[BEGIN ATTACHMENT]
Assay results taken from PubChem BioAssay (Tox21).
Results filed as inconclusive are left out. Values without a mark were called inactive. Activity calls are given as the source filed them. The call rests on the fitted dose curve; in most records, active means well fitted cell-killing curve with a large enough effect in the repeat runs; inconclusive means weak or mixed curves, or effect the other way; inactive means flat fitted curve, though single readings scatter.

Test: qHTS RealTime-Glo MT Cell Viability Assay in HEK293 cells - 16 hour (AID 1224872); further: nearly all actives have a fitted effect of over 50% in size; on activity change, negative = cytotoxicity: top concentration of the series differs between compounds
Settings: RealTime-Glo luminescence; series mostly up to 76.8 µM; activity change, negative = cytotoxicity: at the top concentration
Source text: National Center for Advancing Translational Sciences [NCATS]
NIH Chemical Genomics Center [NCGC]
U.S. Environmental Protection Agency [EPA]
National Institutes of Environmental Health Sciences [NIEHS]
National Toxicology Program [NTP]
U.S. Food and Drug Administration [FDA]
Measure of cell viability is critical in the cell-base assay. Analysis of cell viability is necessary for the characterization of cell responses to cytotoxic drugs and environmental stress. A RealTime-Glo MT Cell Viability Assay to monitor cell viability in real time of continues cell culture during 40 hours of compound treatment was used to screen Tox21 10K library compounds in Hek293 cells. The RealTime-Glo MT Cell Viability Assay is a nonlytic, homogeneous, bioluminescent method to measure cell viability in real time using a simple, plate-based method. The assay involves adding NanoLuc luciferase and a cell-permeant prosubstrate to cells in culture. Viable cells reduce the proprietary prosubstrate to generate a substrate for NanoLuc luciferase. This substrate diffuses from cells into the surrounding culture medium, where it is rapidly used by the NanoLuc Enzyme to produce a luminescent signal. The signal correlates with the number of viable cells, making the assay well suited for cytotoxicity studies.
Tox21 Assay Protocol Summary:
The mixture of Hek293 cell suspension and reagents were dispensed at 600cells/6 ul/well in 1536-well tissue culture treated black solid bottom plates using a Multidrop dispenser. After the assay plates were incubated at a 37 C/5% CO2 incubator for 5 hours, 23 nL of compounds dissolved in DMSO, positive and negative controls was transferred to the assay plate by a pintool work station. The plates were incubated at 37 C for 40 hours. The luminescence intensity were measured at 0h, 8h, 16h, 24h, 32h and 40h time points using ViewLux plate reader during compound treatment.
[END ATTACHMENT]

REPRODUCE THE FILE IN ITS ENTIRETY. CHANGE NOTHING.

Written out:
Assay results taken from PubChem BioAssay (Tox21).
Results filed as inconclusive are left out. Values without a mark were called inactive. Activity calls are given as the source filed them. The call rests on the fitted dose curve; in most records, active means well fitted cell-killing curve with a large enough effect in the repeat runs; inconclusive means weak or mixed curves, or effect the other way; inactive means flat fitted curve, though single readings scatter.

Test: qHTS RealTime-Glo MT Cell Viability Assay in HEK293 cells - 16 hour (AID 1224872); further: nearly all actives have a fitted effect of over 50% in size; on activity change, negative = cytotoxicity: top concentration of the series differs between compounds
Settings: RealTime-Glo luminescence; series mostly up to 76.8 µM; activity change, negative = cytotoxicity: at the top concentration
Source text: National Center for Advancing Translational Sciences [NCATS]
NIH Chemical Genomics Center [NCGC]
U.S. Environmental Protection Agency [EPA]
National Institutes of Environmental Health Sciences [NIEHS]
National Toxicology Program [NTP]
U.S. Food and Drug Administration [FDA]
Measure of cell viability is critical in the cell-base assay. Analysis of cell viability is necessary for the characterization of cell responses to cytotoxic drugs and environmental stress. A RealTime-Glo MT Cell Viability Assay to monitor cell viability in real time of continues cell culture during 40 hours of compound treatment was used to screen Tox21 10K library compounds in Hek293 cells. The RealTime-Glo MT Cell Viability Assay is a nonlytic, homogeneous, bioluminescent method to measure cell viability in real time using a simple, plate-based method. The assay involves adding NanoLuc luciferase and a cell-permeant prosubstrate to cells in culture. Viable cells reduce the proprietary prosubstrate to generate a substrate for NanoLuc luciferase. This substrate diffuses from cells into the surrounding culture medium, where it is rapidly used by the NanoLuc Enzyme to produce a luminescent signal. The signal correlates with the number of viable cells, making the assay well suited for cytotoxicity studies.
Tox21 Assay Protocol Summary:
The mixture of Hek293 cell suspension and reagents were dispensed at 600cells/6 ul/well in 1536-well tissue culture treated black solid bottom plates using a Multidrop dispenser. After the assay plates were incubated at a 37 C/5% CO2 incubator for 5 hours, 23 nL of compounds dissolved in DMSO, positive and negative controls was transferred to the assay plate by a pintool work station. The plates were incubated at 37 C for 40 hours. The luminescence intensity were measured at 0h, 8h, 16h, 24h, 32h and 40h time points using ViewLux plate reader during compound treatment.